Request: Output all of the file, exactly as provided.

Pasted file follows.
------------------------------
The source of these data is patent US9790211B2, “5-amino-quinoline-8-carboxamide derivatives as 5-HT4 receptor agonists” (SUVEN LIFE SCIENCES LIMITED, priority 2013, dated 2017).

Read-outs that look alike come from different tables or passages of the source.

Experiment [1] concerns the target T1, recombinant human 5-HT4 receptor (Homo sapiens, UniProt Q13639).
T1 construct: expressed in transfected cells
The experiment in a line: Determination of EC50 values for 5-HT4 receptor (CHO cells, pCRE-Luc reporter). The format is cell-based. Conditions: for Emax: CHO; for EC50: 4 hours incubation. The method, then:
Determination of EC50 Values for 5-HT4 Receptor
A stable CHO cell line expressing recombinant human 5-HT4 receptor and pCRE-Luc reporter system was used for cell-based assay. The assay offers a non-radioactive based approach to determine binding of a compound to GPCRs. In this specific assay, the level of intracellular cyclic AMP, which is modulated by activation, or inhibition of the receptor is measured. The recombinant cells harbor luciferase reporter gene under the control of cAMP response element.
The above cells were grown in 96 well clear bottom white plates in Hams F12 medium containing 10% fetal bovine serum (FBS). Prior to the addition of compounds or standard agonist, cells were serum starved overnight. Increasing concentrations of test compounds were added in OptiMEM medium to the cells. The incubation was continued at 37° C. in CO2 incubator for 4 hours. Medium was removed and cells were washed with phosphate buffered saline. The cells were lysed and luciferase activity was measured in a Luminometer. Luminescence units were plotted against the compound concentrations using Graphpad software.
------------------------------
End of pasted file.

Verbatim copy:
The source of these data is patent US9790211B2, “5-amino-quinoline-8-carboxamide derivatives as 5-HT4 receptor agonists” (SUVEN LIFE SCIENCES LIMITED, priority 2013, dated 2017).

Read-outs that look alike come from different tables or passages of the source.

Experiment [1] concerns the target T1, recombinant human 5-HT4 receptor (Homo sapiens, UniProt Q13639).
T1 construct: expressed in transfected cells
The experiment in a line: Determination of EC50 values for 5-HT4 receptor (CHO cells, pCRE-Luc reporter). The format is cell-based. Conditions: for Emax: CHO; for EC50: 4 hours incubation. The method, then:
Determination of EC50 Values for 5-HT4 Receptor
A stable CHO cell line expressing recombinant human 5-HT4 receptor and pCRE-Luc reporter system was used for cell-based assay. The assay offers a non-radioactive based approach to determine binding of a compound to GPCRs. In this specific assay, the level of intracellular cyclic AMP, which is modulated by activation, or inhibition of the receptor is measured. The recombinant cells harbor luciferase reporter gene under the control of cAMP response element.
The above cells were grown in 96 well clear bottom white plates in Hams F12 medium containing 10% fetal bovine serum (FBS). Prior to the addition of compounds or standard agonist, cells were serum starved overnight. Increasing concentrations of test compounds were added in OptiMEM medium to the cells. The incubation was continued at 37° C. in CO2 incubator for 4 hours. Medium was removed and cells were washed with phosphate buffered saline. The cells were lysed and luciferase activity was measured in a Luminometer. Luminescence units were plotted against the compound concentrations using Graphpad software.